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LISA Academy gets nod for expansion

The Arkansas Board of Education last week approved a plan by the LISA Academy charter school system in Little Rock to acquire the state charter held by the two-campus Little Rock Preparatory Academy beginning in the 2020-21 school year.

The plan enables the LISA Academy to increase its three Little Rock campuses to four and, in the process, relocate its high school to a larger, more central location.

The plan calls for increasing the system's overall student enrollment cap from 3,000 to 3,432.

Little Rock Preparatory Academy's middle school campus at West Markham and South Hughes streets will become LISA Academy West High School.

The current LISA Academy high school at 23 Corporate Hill Drive will become a seventh- and eighth-grade middle school. The existing middle school at 21 Corporate Hill will house sixth graders only. The LISA Academy-Chenal school for kindergarten through sixth grades at Westhaven Drive and Bowman Road will become LISA Academy West Elementary and will serve kindergarten through fifth grades.

LR superintendent luncheon speaker

Little Rock School District Superintendent Mike Poore will speak at the Political Animals Club on Wednesday.

His appearance comes at a time when the state Board of Education, education secretary, Little Rock Education Association and community leaders have squared off over control of the state's second-largest school district.

The state board voted 5-4 in January 2015 to take control of the district -- dismissing the Little Rock School Board and putting the superintendent under state supervision -- when six of its then-48 schools, at the time, had chronically low math and English/language arts results on state exams.

On Oct. 10, the state education board decided to return limited local control to the district under a locally elected school board after November 2020 elections. At the same meeting, the state education board directed the Little Rock district to end its long-standing recognition of the Little Rock Education Association employee union as the exclusive contract bargaining agent, effective Oct. 31.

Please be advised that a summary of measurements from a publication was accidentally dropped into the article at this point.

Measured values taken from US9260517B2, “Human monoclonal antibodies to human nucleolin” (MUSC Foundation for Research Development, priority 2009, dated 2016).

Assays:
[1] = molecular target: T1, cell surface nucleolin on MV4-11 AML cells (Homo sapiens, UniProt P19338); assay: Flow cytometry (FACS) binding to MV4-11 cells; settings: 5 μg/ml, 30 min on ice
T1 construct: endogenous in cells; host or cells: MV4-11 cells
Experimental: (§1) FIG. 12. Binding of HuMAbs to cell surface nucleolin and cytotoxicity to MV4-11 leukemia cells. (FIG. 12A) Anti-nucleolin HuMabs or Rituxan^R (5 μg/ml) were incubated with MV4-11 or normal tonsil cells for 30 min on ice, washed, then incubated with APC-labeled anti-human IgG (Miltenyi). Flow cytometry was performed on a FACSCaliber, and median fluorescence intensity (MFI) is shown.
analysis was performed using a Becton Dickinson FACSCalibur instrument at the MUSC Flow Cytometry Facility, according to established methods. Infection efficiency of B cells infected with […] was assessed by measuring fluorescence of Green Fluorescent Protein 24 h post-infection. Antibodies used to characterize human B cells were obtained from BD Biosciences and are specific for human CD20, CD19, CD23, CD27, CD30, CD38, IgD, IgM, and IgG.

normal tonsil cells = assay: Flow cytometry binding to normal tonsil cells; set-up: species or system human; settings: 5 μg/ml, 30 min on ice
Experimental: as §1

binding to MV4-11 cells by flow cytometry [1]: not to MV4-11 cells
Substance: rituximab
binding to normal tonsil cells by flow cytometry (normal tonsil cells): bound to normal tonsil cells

The association and community leaders say they want a locally elected board to have full control, not limited control.

Since then, the association -- with help from district parents and community leaders in Little Rock -- staged a one-day employee strike on Thursday in which more than a third of the teachers and more than 56% of the students were absent from work and school.

Poore's speech at the Political Animals Club luncheon is scheduled from 11:30 a.m.-1 p.m. at the Arkansas Governor's Mansion, 1800 Center St., Little Rock. The mansion's gates will open at 11:15 a.m.

Seating is limited. Registration is required. Information about the event, including the fee for lunch, is available at https://conta.cc/2Of4guQ.

Japan trip affords insight into WWII

A group of students and faculty at the Arkansas School for Mathematics, Sciences and the Arts in Hot Springs recently returned from a visit with a longtime partner high school, Tennoji High School in Osaka, Japan.

The Arkansas students joined with their Tennoji counterparts to share a cultural exchange opportunity through the Japanese Peace Project, according to information prepared by the school's public information specialist, Donnie Sewell.

The project -- created by the two schools -- provided students from both schools with the opportunity to learn about the experience of the Japanese people after World War II and the use of atomic bombs on Hiroshima and Nagasaki.

The math-science school students began their visit with a trip to Hiroshima Peace Memorial, including the adjacent park and the museum. They saw structures that survived the bombing, which was the first use of a nuclear weapon by a nation. They also visited with a survivor of the bombing at the museum.

Neil Oatsvall, a history and Japanese Studies instructor at the residential school for juniors and seniors, said visiting the memorial and listening to the survivor enabled students to gain a broader understanding of World War II and the conflict with Japan.

Metro on 11/17/2019

Print Headline: Education notebook

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